1 Below is a rough-and-ready table, which shows parallels and differences between the Welsh medieval tale, Peredur, the late 11th century epic by Chrétien de Troyes in French, and the German epic by Wolfram von Eschenbach (circa 1200). Much is left out, eg regarding the respective styles of the writers. (Fuller summaries can be found elsewhere.)
|Peredur||Perceval||Parzival (with book nos)|
|The story of P’s father. 1 & 2|
|P, from mother to court.||P, from mother to court.||P, from mother to court. 3|
|P meets tent maiden*.||P meets tent maiden.||P meets Jeschute. 3|
|Gwenhwyfar* insulted.||Guinièvre insulted.||Ginover splashed by kt.|
|P with uncle 1.||P with Gornemant.||P with Gurnemanz. 3|
|P + Condwiramurs. 4|
|With Uncle 2||Grail Castle||Grail Castle 5|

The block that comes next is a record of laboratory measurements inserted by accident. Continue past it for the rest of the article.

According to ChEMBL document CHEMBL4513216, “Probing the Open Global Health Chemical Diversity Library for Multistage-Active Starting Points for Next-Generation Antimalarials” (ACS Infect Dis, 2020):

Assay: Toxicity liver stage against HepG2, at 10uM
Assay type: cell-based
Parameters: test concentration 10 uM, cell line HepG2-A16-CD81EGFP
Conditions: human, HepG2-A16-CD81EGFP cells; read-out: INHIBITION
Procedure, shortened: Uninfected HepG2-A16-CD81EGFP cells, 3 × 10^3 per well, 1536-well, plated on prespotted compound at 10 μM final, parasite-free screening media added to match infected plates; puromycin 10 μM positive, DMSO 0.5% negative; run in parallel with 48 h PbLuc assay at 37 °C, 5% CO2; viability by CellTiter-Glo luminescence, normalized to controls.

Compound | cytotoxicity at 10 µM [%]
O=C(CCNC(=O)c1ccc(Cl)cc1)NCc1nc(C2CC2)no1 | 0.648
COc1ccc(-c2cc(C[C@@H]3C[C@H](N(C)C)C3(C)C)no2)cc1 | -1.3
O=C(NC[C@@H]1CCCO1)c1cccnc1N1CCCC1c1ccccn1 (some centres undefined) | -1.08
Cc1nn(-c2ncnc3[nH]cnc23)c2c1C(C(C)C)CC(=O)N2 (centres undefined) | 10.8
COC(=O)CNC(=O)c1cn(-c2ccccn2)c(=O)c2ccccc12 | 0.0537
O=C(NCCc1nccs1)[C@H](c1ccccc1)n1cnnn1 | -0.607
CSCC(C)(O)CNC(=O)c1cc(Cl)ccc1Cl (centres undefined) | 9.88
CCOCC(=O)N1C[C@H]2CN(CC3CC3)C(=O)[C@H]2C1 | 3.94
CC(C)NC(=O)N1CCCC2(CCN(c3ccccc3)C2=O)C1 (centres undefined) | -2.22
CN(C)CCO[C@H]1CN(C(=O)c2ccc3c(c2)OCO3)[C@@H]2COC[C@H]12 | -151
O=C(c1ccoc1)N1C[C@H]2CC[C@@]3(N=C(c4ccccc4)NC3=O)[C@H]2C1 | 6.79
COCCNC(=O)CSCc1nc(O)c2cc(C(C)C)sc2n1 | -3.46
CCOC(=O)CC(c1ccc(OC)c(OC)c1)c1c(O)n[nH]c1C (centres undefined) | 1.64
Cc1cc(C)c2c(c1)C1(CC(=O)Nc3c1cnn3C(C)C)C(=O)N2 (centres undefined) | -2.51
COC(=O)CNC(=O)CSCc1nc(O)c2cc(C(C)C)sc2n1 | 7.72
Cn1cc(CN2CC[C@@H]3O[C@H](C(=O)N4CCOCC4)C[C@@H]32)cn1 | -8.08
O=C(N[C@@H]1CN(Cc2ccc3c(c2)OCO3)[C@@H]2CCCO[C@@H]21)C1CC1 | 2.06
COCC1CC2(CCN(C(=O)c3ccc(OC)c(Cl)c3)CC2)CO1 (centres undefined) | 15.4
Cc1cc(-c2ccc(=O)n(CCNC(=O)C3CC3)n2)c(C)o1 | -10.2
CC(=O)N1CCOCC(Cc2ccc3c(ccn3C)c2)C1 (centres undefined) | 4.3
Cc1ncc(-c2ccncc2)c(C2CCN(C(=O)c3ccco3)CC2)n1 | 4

|Bloody spear and head*||King and Grail etc||Anfortas and Grail etc 5|
|P asks no questions.||P asks no questions.||P asks no questions. 5|
|Meets foster-sister.||Meets cousin.||Meets Sigune 5|
|P in love.||P loves Blanchefleur.|
|P defeats jealous knight.||P defeats jealous knight.||P defeats Orilus. 5|
|P with Witches.|
|P lost in thought of maiden.||P lost in thought about B.||P lost in thought of C. 6|
|Angharad and P.|
|The Empress* and P.|
|Ugly maiden reproves P.**||Ugly maiden reproves P.||Cundrie denounces P. 6|
|Gwalchmai’s adventure.||Gauvain’s adventures.||Gawan’s adventures – 7, 8|
|P with hermit.||P with hermit uncle.||P with Trevrizent. 9|
|P kills Witches***.|
|Gauvain’s adventures.||Gawan’s exploits 10-13|
|Gawan et al wed. 14|
|P and half-brother. 15|
|P back with Cond. 15|
|P poses the Question. 16|